If you donate these items to a charitable organization, you can deduct the fair market value from your taxable income.

There’s a limit on charitable deductions — 50% of adjusted gross income — but don’t forget that any money you spend out-of-pocket while doing volunteer work may also be deductible.

Investment Expenses

Income from investments is taxed at a lower rate than income earned from a job. That’s great for retirees hoping to live off of their wise investments.

More good news: you can deduct most investment-related expenses, including fees for brokers, financial planners and lawyers.

The deductions must be itemized and are subject to the 2% rule.

Social Security

Most of us will rely on Social Security checks to help fund our retirement.

It’s important to note that a portion of your Social Security checks may be taxable, depending on your income during retirement.

The most you could possibly be taxed is on 85% of Social Security income, but that’s only for the highest income earners.

Single filers earning less than $25,000 and married couples earning less than $32,000 for 2014 won’t owe any taxes on Social Security earnings.

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  1. Trna Jan Jones says:

    I have a home mortgage with a person that loans money, but is not a finance professional. I need to know how to enter the Interest amount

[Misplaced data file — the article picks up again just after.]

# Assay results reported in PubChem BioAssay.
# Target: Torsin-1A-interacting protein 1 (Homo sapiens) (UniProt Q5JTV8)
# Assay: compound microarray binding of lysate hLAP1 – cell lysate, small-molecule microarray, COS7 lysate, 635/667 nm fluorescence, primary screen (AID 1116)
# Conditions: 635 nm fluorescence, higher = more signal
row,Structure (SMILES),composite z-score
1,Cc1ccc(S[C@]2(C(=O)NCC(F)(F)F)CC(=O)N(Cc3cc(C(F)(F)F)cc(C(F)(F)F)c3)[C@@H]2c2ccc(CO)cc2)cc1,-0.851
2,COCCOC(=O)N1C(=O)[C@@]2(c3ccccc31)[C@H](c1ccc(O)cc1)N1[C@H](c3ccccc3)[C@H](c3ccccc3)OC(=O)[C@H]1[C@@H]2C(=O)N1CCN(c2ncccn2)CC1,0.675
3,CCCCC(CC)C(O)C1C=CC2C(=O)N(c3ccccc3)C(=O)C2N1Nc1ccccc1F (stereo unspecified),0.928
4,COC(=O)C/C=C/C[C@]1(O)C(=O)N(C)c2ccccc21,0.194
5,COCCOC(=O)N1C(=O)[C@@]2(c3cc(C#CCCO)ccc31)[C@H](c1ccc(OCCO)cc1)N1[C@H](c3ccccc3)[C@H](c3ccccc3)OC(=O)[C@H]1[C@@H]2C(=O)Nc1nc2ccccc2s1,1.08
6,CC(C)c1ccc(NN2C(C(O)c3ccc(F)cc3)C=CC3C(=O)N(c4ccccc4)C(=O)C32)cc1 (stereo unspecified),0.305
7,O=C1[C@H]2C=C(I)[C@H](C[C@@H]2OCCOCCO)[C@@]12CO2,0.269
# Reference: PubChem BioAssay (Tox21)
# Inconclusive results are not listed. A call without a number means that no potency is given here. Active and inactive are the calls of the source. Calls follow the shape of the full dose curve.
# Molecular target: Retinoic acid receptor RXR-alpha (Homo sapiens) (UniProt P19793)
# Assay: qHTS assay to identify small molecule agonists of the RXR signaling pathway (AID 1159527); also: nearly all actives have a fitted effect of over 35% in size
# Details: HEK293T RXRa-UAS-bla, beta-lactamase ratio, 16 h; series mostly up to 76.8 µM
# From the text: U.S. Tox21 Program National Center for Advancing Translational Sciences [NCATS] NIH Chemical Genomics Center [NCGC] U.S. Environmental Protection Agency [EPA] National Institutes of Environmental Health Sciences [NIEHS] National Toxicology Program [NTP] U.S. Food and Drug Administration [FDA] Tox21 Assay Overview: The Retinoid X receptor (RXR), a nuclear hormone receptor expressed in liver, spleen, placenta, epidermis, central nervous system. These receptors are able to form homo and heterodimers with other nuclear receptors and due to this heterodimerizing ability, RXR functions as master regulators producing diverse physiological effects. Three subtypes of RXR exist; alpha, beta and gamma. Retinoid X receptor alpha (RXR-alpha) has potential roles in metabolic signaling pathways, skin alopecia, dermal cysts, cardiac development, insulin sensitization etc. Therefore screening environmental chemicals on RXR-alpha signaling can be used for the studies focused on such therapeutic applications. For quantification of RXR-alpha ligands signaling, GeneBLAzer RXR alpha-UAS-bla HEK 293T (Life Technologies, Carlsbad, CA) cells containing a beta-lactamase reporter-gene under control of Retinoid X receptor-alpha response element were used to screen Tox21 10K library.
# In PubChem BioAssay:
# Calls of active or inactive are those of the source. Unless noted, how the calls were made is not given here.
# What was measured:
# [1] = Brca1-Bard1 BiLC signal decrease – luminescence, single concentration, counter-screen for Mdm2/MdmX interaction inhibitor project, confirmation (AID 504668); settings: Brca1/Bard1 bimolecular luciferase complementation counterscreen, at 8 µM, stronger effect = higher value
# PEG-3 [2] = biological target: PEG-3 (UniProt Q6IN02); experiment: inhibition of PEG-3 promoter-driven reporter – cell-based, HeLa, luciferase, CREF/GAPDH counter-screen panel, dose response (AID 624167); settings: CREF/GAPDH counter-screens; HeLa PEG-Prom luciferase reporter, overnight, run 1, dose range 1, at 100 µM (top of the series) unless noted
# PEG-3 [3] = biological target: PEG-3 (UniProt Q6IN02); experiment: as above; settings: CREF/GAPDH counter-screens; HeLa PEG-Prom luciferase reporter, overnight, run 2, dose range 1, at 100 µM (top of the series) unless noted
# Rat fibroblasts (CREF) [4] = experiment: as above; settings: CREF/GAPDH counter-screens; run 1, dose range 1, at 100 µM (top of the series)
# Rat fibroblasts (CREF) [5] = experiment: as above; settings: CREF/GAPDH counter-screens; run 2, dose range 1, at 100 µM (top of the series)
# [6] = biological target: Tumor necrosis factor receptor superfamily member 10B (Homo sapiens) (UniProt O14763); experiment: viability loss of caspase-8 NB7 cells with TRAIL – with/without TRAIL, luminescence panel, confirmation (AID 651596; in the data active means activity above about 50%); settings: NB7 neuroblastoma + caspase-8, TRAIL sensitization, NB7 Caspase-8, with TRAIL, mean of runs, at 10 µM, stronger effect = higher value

2. Davis Haw says:

    On my Sched C, Tax Act did not subtract my expenses from my net income . Wonder why? Can this be corrected?

  3. Since we only have SS our income is below zero. We have plenty of deductions, but all tax act shows for a refund is the taxes we paid on our social security. You are saying their are many tax deductions available but to what end when all Tax act ever shows for a refund is the small amount we paid in taxes that we did not have to. Or medical deductions alone were twice as much as the taxes we paid and our mortgage was also twice as much as the taxes we pain on SS and yet no matter how many times I entered and reentered the information the refund was for the total of the taxes we paid on SS! What good is that. Where is there any incentive for a retiree to buy a second home when all the deductions we used to get are evidently no longer available per Tax Act. This is so heart breaking. Medical expenses are necessary to maintain good health and we still have a large mortgage on our house yet this now means nothing since we retired and have SS as our source o income, It is not a lot of money as you can tell, because we show no income other than a small negative income! Please explain why! I am going to see a professional an try to understand all this before I finish my filing with tax act.
    Sincerely, Jean Koehrer

  4. I signed up in 2014 to lock in the rate of $13 in order to file my 2014 taxes. when I filed my 2014 taxes I had to pay again to file – had already paid for the $13 rate and so ended up paying it 2 times. but alas, can deduct both amts from taxes when I do 2015. still cheaper than Turbo Tax or HR Block – been there. Faster turn around less than 1 week.

  5. Ron Bauer says:

    When I finished my tax year 2013 return, I signed up to “lock in the lowest 2014 TaxACT price.”
    I didn’t see that option for tax year 2015 as I was doing my 2014 taxes.
    Is it still available?
    If so how can I get it?